> is, how hot will that hell be."
> What we do THIS YEAR -- and for the next year after that, and the year
> after that, until we reach a point of certain feedback mechanisms being
> triggered that we don't yet understand very well, but they overwhelmingly
> do not act in our favor -- determines how hot our planet will get.
> It is not hopeless. Every one of us can act.
> It's also not a binary thing -- what we do next determines a range of
> outcomes, from really bad to very bad.
> I know these words are mostly "preaching to the choir". There is value in
> the choir singing heartily.
> Some recent research on political change concludes that only 3 percent or
> so of people are necessary to create sufficient resistance action to topple
> apparently hard-fixed political regimes.
> Food for thought. Enjoy your birding day.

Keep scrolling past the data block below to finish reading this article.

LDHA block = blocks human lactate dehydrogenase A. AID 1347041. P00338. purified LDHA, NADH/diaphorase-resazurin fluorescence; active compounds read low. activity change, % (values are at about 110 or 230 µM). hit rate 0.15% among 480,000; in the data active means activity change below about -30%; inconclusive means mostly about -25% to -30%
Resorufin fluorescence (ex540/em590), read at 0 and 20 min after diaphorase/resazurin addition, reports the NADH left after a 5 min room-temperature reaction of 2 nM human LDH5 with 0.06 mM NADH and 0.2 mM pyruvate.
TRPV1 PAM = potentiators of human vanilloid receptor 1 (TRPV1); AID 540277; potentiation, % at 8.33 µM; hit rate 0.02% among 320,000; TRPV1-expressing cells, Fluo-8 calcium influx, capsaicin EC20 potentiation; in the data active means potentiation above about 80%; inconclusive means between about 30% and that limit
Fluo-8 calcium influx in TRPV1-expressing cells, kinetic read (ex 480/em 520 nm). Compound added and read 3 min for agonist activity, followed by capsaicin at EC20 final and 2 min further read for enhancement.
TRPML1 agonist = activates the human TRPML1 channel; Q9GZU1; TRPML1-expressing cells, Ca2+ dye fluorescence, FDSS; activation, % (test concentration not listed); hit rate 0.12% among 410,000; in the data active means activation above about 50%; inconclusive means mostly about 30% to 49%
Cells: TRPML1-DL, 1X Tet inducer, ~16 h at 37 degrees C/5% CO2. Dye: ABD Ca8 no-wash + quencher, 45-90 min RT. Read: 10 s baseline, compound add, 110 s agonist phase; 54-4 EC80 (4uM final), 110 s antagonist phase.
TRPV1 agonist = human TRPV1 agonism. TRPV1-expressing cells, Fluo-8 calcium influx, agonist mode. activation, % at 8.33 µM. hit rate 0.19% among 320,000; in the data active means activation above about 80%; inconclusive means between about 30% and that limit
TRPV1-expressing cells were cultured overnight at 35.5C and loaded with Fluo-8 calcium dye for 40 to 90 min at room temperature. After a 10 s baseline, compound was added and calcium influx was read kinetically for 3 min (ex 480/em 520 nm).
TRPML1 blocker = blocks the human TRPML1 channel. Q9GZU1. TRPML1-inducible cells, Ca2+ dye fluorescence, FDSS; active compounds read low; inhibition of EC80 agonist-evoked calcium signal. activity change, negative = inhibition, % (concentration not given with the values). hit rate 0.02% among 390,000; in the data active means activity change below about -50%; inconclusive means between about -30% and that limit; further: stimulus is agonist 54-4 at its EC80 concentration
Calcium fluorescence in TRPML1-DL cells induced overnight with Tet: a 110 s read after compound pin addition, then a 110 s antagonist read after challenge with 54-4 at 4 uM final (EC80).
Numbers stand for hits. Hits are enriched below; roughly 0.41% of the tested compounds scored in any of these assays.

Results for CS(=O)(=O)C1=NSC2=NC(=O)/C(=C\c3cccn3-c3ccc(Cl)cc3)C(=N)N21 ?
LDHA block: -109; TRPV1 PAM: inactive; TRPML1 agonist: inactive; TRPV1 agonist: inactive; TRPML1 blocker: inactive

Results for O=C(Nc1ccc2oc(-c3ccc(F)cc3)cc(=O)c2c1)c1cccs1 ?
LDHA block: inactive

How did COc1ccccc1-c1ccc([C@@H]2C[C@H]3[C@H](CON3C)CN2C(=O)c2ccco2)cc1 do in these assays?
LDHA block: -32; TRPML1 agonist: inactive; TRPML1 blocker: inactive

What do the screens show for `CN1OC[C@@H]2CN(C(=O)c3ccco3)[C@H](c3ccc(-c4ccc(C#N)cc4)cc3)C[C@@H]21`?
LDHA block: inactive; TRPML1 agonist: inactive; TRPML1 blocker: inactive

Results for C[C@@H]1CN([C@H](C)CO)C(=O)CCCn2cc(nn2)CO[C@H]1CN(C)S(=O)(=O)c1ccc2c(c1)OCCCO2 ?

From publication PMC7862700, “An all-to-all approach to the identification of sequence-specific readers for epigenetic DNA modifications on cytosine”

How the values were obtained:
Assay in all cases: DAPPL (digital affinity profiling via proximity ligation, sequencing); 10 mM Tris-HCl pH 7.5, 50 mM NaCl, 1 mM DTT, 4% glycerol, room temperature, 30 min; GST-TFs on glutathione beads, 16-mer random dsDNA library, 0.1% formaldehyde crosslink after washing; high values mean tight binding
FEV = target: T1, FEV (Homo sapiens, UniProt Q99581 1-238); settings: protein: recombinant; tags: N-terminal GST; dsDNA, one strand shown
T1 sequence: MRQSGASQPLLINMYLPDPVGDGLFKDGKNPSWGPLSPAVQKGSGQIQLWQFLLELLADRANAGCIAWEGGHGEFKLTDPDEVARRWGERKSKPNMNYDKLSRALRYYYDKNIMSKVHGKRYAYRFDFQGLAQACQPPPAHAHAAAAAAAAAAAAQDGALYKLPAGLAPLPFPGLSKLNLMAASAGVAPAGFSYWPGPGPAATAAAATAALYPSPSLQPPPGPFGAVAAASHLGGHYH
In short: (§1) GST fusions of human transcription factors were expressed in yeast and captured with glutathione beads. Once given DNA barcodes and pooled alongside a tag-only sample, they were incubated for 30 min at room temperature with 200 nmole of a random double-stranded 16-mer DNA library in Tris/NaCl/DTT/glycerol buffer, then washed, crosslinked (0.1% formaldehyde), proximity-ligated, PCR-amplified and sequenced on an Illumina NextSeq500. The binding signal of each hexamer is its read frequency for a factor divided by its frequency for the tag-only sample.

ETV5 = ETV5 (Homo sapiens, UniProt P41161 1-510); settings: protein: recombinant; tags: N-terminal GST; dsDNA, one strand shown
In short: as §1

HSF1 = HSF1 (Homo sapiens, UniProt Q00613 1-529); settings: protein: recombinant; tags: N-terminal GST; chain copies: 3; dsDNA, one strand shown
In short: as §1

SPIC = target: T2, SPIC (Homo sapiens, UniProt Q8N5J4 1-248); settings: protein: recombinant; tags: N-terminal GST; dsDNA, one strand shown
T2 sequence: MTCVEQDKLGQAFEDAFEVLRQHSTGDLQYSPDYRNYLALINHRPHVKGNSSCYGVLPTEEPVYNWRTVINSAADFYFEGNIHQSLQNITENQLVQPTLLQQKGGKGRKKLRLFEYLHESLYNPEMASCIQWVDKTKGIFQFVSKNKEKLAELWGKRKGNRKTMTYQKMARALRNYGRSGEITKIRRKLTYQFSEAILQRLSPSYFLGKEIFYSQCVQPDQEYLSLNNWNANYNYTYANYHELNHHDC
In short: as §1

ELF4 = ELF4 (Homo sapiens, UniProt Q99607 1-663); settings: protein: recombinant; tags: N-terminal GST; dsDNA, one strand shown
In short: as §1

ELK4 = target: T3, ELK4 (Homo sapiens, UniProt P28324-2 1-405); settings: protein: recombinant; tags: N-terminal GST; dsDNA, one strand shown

> Betsy Kane
> Washington, N.C.
> elevation 10'
> On Tue, Sep 24, 2019 at 8:39 AM Laura Ratchford <carolinabirds...>
> wrote:
>> Great post, Gary. Thank you.
>> On Tue, Sep 24, 2019 at 8:33 AM Gary Harbour <gharbour...> wrote:
>>> All,
>>> Parkin is right. The micro stuff is stuff we can do, should do, and
>>> will make a difference. But the big picture is what the science tells us.
>>> Today habitats are moving north at 15ft/day. If we don’t figure out a way
>>> to go carbon neutral by 2050 the world will look very different from the
>>> one we live in. Right now we are veering off of a course that would only